Books By Dr. Maté
Dr. Gabor Maté has written four bestselling books. (Click the book titles for more detailed information on each.)
In The Myth of Normal (available for pre-order in U.S., Canadian, and UK editions, on sale 9/13/22), renowned physician Gabor Maté eloquently dissects how Western countries that pride themselves on their healthcare systems are actually seeing an upsurge in chronic illness and general ill health. Prescription drug usage, high blood pressure, mental illness, and so many other troubling issues are on the rise.
In The Realm of Hungry Ghosts: Close Encounters With Addiction, explores addiction as a symptom of distress, from the pain of individual trauma and family history to the spiritual emptiness pervading our entire society. Dr. Maté weaves brain science, case studies, personal testimony, and social critique into a powerful and kaleidoscopic look at one of our culture’s most perplexing epidemics. In the Realm of Hungry Ghosts is a best-selling book that won the 2010 Hubert Evans Award for Best BC Non-Fiction Book.
Hold On To Your Kids: Why Parents Need to Matter More Than Peers, examines parenting from the perspective of attachment theory to illuminate the crucial role parents must play in the upbringing of their children. This book was co-authored by Dr. Gordon Neufeld, a developmental and clinical psychologist.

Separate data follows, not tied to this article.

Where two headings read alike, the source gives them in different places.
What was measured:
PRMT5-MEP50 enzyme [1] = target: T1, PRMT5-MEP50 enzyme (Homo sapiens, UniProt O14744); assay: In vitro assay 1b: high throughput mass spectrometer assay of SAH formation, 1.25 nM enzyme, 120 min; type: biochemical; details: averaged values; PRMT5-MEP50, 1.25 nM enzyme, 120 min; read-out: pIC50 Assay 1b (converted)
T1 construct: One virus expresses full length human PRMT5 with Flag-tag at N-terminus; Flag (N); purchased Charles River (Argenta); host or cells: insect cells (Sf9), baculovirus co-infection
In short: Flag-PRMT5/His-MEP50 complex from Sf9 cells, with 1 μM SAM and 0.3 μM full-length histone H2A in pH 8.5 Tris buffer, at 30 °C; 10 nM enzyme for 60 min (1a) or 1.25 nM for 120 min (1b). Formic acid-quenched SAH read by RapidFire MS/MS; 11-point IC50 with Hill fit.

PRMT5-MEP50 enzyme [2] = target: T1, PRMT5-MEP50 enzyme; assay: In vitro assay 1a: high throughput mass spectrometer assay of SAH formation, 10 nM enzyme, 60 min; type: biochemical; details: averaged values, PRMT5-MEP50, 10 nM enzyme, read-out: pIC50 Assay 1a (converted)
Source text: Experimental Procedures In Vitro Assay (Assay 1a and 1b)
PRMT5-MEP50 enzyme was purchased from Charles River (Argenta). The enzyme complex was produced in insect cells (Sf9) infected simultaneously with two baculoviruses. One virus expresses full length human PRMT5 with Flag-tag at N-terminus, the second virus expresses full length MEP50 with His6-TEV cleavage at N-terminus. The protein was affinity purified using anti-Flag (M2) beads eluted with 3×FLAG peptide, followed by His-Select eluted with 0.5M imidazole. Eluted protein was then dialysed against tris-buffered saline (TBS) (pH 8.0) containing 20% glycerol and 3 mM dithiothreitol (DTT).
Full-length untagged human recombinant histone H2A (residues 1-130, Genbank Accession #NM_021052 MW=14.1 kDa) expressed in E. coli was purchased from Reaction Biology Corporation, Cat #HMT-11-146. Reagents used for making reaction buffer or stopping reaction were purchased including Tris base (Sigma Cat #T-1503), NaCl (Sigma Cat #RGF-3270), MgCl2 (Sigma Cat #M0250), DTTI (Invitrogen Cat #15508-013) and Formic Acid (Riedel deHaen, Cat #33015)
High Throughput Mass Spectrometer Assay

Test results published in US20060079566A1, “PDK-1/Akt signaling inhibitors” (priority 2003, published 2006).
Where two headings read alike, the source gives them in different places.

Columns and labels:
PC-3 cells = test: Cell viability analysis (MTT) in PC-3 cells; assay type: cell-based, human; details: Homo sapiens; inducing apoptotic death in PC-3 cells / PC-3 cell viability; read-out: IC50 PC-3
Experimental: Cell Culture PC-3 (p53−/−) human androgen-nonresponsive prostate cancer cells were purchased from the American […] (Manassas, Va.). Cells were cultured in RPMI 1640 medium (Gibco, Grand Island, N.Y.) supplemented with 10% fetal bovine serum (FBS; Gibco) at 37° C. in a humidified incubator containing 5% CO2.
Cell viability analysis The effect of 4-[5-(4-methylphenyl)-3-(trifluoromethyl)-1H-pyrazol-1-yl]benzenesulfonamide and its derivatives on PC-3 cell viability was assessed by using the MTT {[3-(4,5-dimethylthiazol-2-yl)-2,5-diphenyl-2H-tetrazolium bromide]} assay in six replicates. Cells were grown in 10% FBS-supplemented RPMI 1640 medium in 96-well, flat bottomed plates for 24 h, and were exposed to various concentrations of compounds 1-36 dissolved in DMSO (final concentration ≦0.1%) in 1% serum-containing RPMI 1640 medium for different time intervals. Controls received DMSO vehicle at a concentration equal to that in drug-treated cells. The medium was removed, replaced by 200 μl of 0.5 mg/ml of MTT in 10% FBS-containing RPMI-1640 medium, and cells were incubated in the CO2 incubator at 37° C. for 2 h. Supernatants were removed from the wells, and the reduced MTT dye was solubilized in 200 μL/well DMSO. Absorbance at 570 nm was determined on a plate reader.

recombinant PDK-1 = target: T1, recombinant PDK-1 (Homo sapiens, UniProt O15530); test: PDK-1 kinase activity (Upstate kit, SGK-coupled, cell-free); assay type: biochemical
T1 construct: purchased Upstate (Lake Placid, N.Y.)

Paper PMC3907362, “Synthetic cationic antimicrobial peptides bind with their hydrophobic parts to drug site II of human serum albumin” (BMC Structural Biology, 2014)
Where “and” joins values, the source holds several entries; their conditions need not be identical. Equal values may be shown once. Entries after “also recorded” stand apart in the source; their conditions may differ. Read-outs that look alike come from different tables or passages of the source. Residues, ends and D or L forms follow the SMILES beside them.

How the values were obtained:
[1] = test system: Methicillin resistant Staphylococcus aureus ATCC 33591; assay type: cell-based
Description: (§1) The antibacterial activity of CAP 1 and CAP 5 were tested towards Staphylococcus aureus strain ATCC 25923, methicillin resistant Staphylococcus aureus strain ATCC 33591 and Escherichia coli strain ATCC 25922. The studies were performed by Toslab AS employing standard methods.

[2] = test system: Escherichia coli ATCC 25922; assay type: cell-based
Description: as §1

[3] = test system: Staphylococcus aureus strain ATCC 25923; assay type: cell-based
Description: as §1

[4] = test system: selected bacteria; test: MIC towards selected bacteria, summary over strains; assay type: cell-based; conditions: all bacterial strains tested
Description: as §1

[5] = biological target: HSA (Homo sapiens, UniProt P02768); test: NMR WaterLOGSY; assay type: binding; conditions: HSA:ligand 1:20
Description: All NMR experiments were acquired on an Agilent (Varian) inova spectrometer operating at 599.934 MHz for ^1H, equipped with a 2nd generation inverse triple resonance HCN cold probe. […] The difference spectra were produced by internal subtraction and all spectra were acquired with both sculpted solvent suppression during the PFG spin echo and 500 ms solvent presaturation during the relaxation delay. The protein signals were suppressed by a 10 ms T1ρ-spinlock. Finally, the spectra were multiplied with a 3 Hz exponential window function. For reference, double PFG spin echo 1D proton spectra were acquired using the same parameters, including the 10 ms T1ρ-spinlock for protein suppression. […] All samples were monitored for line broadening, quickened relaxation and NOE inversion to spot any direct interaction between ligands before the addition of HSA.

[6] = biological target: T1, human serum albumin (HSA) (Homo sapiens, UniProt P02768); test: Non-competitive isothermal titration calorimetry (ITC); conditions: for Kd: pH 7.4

When the Body Says No: The Cost of Hidden Stress, is a passionately argued thesis that stress has a major role in the onset of most chronic diseases. Warmly received by readers and published in eight languages on five continents, When The Body Says No combines the latest findings of modern science with the poignant and compelling stories of many patients, both ordinary and famous. The book has been greeted with both support and controversy in the medical community.
Scattered Minds: A New Look at the Origins and Healing of Attention Disorder (published in the U.S. as Scattered) offers a groundbreaking and optimistic perspective on this much-misunderstood condition, seeing it not as a disease but as a problem of brain development in the context of a stressed society.